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Multi-Way Conventional loudspeakers with crossovers

What do Great Sounding Speakers have in Common?
What do Great Sounding Speakers have in Common?
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Old 10th July 2012, 04:29 AM   #1
ttan98 is offline ttan98  Australia
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Default What do Great Sounding Speakers have in Common?


Recently Stereophile magazine published a summary of the Recommended Components for 2012. Go to this site for the recommended Class A Full Range Loudspeakers;

2012 Recommended Components Loudspeakers | Stereophile.com

All these speakers have one thing in common, all of them are very expensive, most of them are
priced in excess of US$20,000 per pair retail price, beyond the reach of most consumers esp. DIYers. Can DIYers learn from the reviews from these speakers and apply them in their design? Hence I am writing this thread.

I expect most of these speakers are designed to meet the audio needs of "majority" of consumers who can afford to buy these speakers, and may not reflect the "taste" of DIYers here. It should be remembered that there are many ways to design a pair of great sounding speakers to suit individual taste but sound "ordinary" to others.

Obviously there are many factors governing the "sound" of these speakers, e.g., Freq.
Response, Drivers' phases/impedance/sensitivity/material
(paper,polypropylene,etc.)/directivity/power response, Enclosure, etc. There are too many
variables here to consider on which parameters are more important in determining the speakers'
sound. Here I will focus on two very important measurable parameters, Freq. response, and Phase/Impedance. During the course of speakers reviews from Stereophile, John Atkinson had produced many graphs on all these speakers. I would expect some degree of consistencies coming from the measurements derived from these graphs since they were measured by the same person.

Find attached a summary of Freq. Resp and Impedance/Phase graphs from these speakers.

I would like to made the following observations:

Frequency Response Curve
None of the Freq. response curves are "ruler" flat. There are still DIYer designers that design
their speakers to be ruler flat. One important feature which worth noting is a 5dB Bass bump around
70-100Hz. This is a common feature among these speakers. Furthermore the all time
classics speakers Roger LS3/5A has this feature too. Besides this feature the speakers are "relatively" flat(exceptions are from Verity and Wilson). Relatively flat is an important feature and has been proven to be a prerequisite by a number of technical papers published by AES. "Tilting" the response curves upwards and downwards(around the tweeter end) will determine of the overall characteristics of the speakers from individual manufacturers.

Impedance and Phase Curve
There have many discussions on minimising the drivers phase especially around the x-over
frequencies. It is important to note that two manufactures(B&W and Kef) have the driver phases exceeding +/- 45 deg at around x-over. Is phase minimising that important?

The drivers impedances swing erratically across the freq. bandwidth, this is not surprising,
what is surprising is that are no attempts to level them.

There are many knowledgeable and competent speakers designers here may like to make further comments on these curves/graphs that I have summarised here esp., Do's and Don't when designing speakers to meet the freq/phase response curves. This will benefit new and current DIYers who are learning how to design their first set or subsequent pair of speakers.

Please discuss.
Attached Images
File Type: jpg FResponse_Full range spkrs.jpg (497.5 KB, 1111 views)
File Type: jpg Impedance&Phase_Full range spkrs.jpg (580.3 KB, 1070 views)
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Old 10th July 2012, 05:17 AM   #2
454Casull is offline 454Casull  Canada
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Stereophile lost its integrity the moment they accepted ad money from an audio product supplier.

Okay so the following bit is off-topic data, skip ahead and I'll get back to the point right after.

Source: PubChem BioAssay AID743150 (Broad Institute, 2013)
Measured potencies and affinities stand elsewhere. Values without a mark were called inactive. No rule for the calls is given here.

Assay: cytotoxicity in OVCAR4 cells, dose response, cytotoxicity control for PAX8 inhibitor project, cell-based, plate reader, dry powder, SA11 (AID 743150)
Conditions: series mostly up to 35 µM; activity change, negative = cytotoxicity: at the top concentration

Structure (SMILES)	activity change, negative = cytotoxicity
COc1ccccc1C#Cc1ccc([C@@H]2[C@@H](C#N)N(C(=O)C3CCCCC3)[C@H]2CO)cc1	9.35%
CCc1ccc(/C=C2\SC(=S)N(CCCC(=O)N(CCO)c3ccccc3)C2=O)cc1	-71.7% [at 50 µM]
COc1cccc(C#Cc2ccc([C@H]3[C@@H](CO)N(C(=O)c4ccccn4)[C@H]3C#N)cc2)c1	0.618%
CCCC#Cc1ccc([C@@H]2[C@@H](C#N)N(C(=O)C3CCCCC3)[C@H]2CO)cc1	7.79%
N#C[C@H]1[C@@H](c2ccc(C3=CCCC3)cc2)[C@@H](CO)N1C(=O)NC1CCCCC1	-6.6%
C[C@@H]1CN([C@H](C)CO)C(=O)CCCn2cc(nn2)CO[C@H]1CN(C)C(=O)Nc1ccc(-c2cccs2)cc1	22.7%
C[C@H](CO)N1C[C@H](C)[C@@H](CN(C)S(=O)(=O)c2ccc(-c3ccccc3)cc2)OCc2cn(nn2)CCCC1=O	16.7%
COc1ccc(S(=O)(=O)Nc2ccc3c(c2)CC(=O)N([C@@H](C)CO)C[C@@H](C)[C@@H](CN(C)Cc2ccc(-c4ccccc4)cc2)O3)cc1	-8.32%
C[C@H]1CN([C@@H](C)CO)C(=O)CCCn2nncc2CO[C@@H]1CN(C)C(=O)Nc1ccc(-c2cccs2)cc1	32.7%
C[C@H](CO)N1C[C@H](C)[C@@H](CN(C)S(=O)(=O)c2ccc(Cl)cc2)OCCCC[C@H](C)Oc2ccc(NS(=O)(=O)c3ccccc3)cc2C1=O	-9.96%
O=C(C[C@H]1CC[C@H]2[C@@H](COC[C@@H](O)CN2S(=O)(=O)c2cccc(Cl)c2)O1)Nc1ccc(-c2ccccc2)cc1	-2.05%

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Old 10th July 2012, 10:14 AM   #3
john k... is offline john k...  United States
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What does Great Sounding Speakers have in Common?
They are not on Sterphile's Class A list.
John k.... Music and Design NaO dsp Dipole Loudspeakers.
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Old 10th July 2012, 10:32 AM   #4
StigErik is offline StigErik  Norway
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I've heard only one of the A-list speakers, and it's horrible....

The bass rise/hump on Stereophile measurements should be there, because they measure the woofers in the near-field. But it worries me that the bass extension of all those speakers are more or less ...well .. not present. That rising bass should continue down to 20 Hz I think
dipoles dipoles dipoles dipoles dipoles dipoles dipoles dipoles and dipoles

Last edited by StigErik; 10th July 2012 at 10:35 AM.
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Old 10th July 2012, 11:36 AM   #5
a_tewinkel is offline a_tewinkel  Netherlands
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I'd advise you to buy Floyd Toole's book "Sound Reproduction". It's not expensive and covers many topics, including the relation between technical measurements and sound quality/listener preference. It's really fun to read.
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Old 10th July 2012, 11:54 AM   #6
Baldin is offline Baldin  Denmark
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I think the low frequency response (say below 150 Hz) is unusable to compare these speakers with.
The big bump at 60 Hz is quite surely an undamped room mode, and indicates that their listening room is not too big
Seems that the Vandersteen active bass has been measured in near field, and it shows that this speaker has a lot of out out at low freq.
Looking at the Impedance curves, it is also clear that most of the other speakers should have a lot of low end ... many of them seems to be tunes for a little over 20 Hz.
I therefore also think the lack of bass, which will probably also be what you hear in their room, is due to a low pressure zone at the measurement /listening position (if these are the same).
That the peak at 60 Hz is "only" 5 db is actually quite good
From 150 ad up I think things are more comparable. Here you see frequency responses of say +- 2.5 db .... that is actually also quite respectable.

Thanks for putting the measurements together ... quite something to think over
Best regards Baldin
Visit www.sensibleaudio.dk or read latest news on Baldin's Blog